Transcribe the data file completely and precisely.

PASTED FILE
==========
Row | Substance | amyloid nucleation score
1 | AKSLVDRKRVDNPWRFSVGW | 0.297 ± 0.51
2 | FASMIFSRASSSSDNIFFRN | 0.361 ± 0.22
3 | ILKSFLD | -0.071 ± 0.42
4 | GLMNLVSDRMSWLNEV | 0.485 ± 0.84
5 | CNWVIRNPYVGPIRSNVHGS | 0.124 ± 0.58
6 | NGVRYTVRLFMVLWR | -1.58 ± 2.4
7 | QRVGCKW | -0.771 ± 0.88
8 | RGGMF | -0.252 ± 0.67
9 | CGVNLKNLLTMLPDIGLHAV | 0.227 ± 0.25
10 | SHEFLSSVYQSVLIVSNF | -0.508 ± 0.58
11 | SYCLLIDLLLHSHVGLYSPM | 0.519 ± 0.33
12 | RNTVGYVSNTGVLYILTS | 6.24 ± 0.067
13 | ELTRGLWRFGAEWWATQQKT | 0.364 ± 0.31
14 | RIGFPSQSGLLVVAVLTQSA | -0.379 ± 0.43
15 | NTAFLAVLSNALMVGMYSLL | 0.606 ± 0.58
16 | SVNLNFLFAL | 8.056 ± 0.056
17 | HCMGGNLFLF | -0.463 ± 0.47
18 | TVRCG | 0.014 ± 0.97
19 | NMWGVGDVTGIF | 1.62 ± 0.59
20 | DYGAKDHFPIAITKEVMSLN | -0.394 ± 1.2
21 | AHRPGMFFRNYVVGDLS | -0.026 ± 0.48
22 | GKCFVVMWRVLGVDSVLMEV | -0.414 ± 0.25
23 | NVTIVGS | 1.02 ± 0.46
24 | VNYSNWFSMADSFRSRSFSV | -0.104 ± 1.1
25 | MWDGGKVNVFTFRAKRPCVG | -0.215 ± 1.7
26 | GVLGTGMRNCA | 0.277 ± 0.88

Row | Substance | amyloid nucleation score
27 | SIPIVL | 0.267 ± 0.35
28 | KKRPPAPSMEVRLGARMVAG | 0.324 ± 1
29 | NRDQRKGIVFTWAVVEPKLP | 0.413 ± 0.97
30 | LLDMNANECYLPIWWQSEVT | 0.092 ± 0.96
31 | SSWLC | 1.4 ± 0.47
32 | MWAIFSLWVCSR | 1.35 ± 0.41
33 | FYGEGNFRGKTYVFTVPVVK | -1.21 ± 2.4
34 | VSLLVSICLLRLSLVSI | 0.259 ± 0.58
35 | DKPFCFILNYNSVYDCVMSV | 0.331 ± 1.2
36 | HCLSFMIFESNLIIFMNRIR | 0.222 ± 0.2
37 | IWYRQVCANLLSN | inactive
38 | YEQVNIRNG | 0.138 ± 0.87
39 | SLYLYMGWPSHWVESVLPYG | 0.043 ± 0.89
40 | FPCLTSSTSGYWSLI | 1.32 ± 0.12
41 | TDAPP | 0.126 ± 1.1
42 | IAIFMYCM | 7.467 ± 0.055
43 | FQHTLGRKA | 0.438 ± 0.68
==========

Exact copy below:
Row | Substance | amyloid nucleation score
1 | AKSLVDRKRVDNPWRFSVGW | 0.297 ± 0.51
2 | FASMIFSRASSSSDNIFFRN | 0.361 ± 0.22
3 | ILKSFLD | -0.071 ± 0.42
4 | GLMNLVSDRMSWLNEV | 0.485 ± 0.84
5 | CNWVIRNPYVGPIRSNVHGS | 0.124 ± 0.58
6 | NGVRYTVRLFMVLWR | -1.58 ± 2.4
7 | QRVGCKW | -0.771 ± 0.88
8 | RGGMF | -0.252 ± 0.67
9 | CGVNLKNLLTMLPDIGLHAV | 0.227 ± 0.25
10 | SHEFLSSVYQSVLIVSNF | -0.508 ± 0.58
11 | SYCLLIDLLLHSHVGLYSPM | 0.519 ± 0.33
12 | RNTVGYVSNTGVLYILTS | 6.24 ± 0.067
13 | ELTRGLWRFGAEWWATQQKT | 0.364 ± 0.31
14 | RIGFPSQSGLLVVAVLTQSA | -0.379 ± 0.43
15 | NTAFLAVLSNALMVGMYSLL | 0.606 ± 0.58
16 | SVNLNFLFAL | 8.056 ± 0.056
17 | HCMGGNLFLF | -0.463 ± 0.47
18 | TVRCG | 0.014 ± 0.97
19 | NMWGVGDVTGIF | 1.62 ± 0.59
20 | DYGAKDHFPIAITKEVMSLN | -0.394 ± 1.2
21 | AHRPGMFFRNYVVGDLS | -0.026 ± 0.48
22 | GKCFVVMWRVLGVDSVLMEV | -0.414 ± 0.25
23 | NVTIVGS | 1.02 ± 0.46
24 | VNYSNWFSMADSFRSRSFSV | -0.104 ± 1.1
25 | MWDGGKVNVFTFRAKRPCVG | -0.215 ± 1.7
26 | GVLGTGMRNCA | 0.277 ± 0.88

Row | Substance | amyloid nucleation score
27 | SIPIVL | 0.267 ± 0.35
28 | KKRPPAPSMEVRLGARMVAG | 0.324 ± 1
29 | NRDQRKGIVFTWAVVEPKLP | 0.413 ± 0.97
30 | LLDMNANECYLPIWWQSEVT | 0.092 ± 0.96
31 | SSWLC | 1.4 ± 0.47
32 | MWAIFSLWVCSR | 1.35 ± 0.41
33 | FYGEGNFRGKTYVFTVPVVK | -1.21 ± 2.4
34 | VSLLVSICLLRLSLVSI | 0.259 ± 0.58
35 | DKPFCFILNYNSVYDCVMSV | 0.331 ± 1.2
36 | HCLSFMIFESNLIIFMNRIR | 0.222 ± 0.2
37 | IWYRQVCANLLSN | inactive
38 | YEQVNIRNG | 0.138 ± 0.87
39 | SLYLYMGWPSHWVESVLPYG | 0.043 ± 0.89
40 | FPCLTSSTSGYWSLI | 1.32 ± 0.12
41 | TDAPP | 0.126 ± 1.1
42 | IAIFMYCM | 7.467 ± 0.055
43 | FQHTLGRKA | 0.438 ± 0.68